Former ambassador Michael Oren’s scathing attacks on US President Barack Obama’s policies toward the Jewish state are “absolutely inaccurate and false,” the State Department said on Wednesday, hitting back at the Israeli lawmaker for a series of critical statements.
Oren, who currently serves as a Knesset member, let loose Monday in an article published in The Wall Street Journal headlined “How Obama Abandoned Israel,” unleashing a volley of criticism aimed at the current US administration, including an accusation that the White House deliberately abandoned Israel.
Spokesman John Kirby shot down Oren’s claims against the president and stated that the Israeli lawmaker’s account does not reflect the true relationship between the Obama administration and the Israeli leadership.
“It’s the Secretary’s view that his account, particularly the account of President Obama’s leadership in the US-Israeli relationship, is absolutely inaccurate and false, and doesn’t reflect what actually happened in the past,” Kirby said.
The statement from Foggy Bottom was the latest blowback over Oren’s account, which has preceded a book release detailing his time as ambassador during Obama’s first term in office.
Oren’s book “Ally: My Journey Across the American-Israeli Divide,” is due to be published next week.
Earlier in the night, Finance Minister Moshe Kahlon, who heads Oren’s Kulanu party, distanced himself from the statements in an apologetic letter to US Ambassador Dan Shapiro.
Speaking for Secretary of State John Kerry, Kirby accused Oren of having “limited visibility,” in the workings of the bilateral ties.
“The secretary’s view is that his account is absolutely inaccurate and false and doesn’t reflect actually what happened in the past,” Kirby told reporters.
The State Department spokesman asserted that Oren’s account could be attributed the fact that the lawmaker is “a former ambassador and a politician with a book to sell,” rather than from a desire to unveil the truth regarding US-Israeli relations.
However, Kirby maintained that ties between Israel and the US remained strong, despite the tiff.
“[The] bonds [between Israel and the US] are unbreakable,” Kirby said. “What matters is moving forward,” he continued, adding that the two countries still maintain an “important relationship.”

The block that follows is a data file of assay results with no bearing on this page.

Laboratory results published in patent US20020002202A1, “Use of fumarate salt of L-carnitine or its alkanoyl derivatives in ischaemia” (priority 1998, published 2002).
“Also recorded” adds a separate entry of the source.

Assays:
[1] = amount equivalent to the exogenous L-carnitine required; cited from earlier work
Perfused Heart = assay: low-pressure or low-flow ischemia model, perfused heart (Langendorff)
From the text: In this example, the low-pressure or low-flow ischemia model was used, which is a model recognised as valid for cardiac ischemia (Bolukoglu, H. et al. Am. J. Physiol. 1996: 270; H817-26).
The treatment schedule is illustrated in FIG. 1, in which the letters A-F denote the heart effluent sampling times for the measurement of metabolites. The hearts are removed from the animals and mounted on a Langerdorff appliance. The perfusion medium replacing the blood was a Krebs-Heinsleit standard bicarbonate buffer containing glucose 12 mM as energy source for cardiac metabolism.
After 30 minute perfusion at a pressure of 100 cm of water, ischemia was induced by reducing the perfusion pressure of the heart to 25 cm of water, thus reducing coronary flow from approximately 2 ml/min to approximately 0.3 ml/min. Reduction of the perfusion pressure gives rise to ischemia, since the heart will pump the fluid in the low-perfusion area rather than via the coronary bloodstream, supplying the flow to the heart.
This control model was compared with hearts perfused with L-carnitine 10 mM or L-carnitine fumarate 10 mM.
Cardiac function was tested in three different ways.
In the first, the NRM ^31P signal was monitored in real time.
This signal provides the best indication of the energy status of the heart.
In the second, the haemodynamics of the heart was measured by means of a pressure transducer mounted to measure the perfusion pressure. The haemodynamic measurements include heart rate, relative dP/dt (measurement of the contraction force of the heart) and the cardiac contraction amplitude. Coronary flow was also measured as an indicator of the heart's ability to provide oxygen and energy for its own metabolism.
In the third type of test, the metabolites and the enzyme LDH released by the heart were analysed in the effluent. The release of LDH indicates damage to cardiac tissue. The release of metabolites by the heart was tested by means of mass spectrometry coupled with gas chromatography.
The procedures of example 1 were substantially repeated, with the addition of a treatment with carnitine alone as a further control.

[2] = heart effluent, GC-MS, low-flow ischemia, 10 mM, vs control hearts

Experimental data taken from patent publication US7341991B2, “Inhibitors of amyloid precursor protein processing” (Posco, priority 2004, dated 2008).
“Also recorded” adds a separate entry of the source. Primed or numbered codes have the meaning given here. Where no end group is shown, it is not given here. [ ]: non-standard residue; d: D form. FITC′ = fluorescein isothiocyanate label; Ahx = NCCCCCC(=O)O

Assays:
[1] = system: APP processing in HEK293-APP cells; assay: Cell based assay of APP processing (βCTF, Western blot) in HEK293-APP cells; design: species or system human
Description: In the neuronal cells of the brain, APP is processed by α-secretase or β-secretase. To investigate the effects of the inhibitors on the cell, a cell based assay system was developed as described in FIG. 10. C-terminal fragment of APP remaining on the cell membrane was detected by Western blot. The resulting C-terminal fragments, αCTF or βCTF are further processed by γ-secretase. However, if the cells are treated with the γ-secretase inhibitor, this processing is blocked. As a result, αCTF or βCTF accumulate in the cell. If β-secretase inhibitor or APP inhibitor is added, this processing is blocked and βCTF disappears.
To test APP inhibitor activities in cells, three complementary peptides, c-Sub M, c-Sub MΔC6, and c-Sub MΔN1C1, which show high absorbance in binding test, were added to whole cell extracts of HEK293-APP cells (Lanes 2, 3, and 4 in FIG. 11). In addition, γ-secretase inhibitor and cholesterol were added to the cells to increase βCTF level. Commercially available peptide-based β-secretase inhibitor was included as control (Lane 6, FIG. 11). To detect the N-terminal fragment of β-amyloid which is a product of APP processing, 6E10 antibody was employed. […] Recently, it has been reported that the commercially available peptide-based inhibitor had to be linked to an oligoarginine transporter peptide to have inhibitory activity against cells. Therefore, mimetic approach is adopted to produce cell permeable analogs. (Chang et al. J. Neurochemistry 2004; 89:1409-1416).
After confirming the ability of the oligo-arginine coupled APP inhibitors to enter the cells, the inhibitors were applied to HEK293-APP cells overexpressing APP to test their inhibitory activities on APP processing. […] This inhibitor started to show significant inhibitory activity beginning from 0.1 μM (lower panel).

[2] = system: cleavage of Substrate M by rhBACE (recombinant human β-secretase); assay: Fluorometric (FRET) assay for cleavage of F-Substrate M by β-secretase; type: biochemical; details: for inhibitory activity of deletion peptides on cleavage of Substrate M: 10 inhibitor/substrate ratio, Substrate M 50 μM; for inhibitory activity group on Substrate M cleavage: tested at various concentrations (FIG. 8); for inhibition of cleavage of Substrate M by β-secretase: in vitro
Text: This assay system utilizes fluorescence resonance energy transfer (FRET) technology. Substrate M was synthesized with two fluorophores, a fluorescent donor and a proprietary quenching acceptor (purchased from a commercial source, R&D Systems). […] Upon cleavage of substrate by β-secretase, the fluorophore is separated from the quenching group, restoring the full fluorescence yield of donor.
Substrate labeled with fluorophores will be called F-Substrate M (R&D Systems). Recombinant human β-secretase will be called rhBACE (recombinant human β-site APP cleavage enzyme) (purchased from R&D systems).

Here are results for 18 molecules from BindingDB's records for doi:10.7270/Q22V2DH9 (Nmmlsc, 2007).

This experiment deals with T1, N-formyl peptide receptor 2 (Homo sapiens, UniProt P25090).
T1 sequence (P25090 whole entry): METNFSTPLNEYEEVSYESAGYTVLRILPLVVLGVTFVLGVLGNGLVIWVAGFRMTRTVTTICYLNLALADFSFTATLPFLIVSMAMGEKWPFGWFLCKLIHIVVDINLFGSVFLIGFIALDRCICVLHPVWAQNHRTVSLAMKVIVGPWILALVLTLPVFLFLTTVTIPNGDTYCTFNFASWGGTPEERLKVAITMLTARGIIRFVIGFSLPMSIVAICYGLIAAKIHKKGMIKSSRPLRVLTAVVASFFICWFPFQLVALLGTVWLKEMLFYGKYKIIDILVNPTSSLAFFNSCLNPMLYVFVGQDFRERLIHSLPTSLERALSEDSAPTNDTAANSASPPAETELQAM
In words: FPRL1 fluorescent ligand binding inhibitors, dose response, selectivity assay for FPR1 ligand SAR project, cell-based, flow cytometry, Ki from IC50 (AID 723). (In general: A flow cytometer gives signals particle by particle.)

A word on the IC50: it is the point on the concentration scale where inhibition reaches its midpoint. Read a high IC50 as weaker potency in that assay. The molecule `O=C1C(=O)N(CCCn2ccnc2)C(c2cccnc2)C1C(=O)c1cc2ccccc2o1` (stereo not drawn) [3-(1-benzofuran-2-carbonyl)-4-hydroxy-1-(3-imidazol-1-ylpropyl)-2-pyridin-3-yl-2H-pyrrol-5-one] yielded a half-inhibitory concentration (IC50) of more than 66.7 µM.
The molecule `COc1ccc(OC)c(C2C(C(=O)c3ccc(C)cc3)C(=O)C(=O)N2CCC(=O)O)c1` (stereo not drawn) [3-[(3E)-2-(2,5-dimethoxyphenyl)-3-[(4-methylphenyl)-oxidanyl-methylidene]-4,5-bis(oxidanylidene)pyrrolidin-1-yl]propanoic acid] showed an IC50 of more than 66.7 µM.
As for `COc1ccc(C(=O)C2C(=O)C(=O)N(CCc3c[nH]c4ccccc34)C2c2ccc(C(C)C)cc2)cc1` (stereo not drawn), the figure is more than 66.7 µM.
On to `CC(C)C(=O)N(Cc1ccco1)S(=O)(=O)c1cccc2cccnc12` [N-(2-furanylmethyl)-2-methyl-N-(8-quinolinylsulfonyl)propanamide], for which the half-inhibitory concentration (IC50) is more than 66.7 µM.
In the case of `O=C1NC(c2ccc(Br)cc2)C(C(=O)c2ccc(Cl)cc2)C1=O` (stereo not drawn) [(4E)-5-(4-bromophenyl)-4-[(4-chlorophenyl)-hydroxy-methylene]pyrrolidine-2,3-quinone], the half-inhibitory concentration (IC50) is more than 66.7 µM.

In his article, Oren stated that Obama did not follow the principles of maintaining a facade of “business as usual” no matter what rifts arose between the countries and also did not refrain from public announcements of US expectations of Jerusalem until the issues had first been ironed out away from cameras and microphones. Kirby, however, dismissed the accusation outright.
“We continue to work at this and have a close relationship beyond just security,” he said. “Our view of [Oren’s] version of events is that it is not accurate.”
According to Oren’s article, Israeli leaders typically received advance copies of major American policy statements on the Middle East and could submit their comments. But Obama delivered his Cairo speech in 2009, with its unprecedented support for the Palestinians and its recognition of Iran’s right to nuclear energy, without consulting Israel.
Oren’s account included what he sees as the potentially most harmful consequence of the rift in US-Israeli relations – the negotiations conducted behind Israel’s back with its “deadliest enemy” – Iran. He concluded by warning against further “erosion” of the “vital alliance” between the US and Israel.
Speaking to The Times of Israel this week, Oren accused Obama of handing Hamas its greatest victory by allowing the US to restrict flights to Israel because of rocket attacks over the summer.
Earlier Wednesday, Ambassador Shapiro also hit back at Oren, saying the claims were “imaginary.”
“His account does not reflect the truth. It’s imaginary,” Shapiro told Israel’s Army Radio.
“Oren is now in a different position; he is a politician and a writer who wants to sell books,” Shapiro said.
Shapiro, on the other hand, described the relationship between Obama and Prime Minister Benjamin Netanyahu as “effective, close and the kind that serves the interests of both countries.”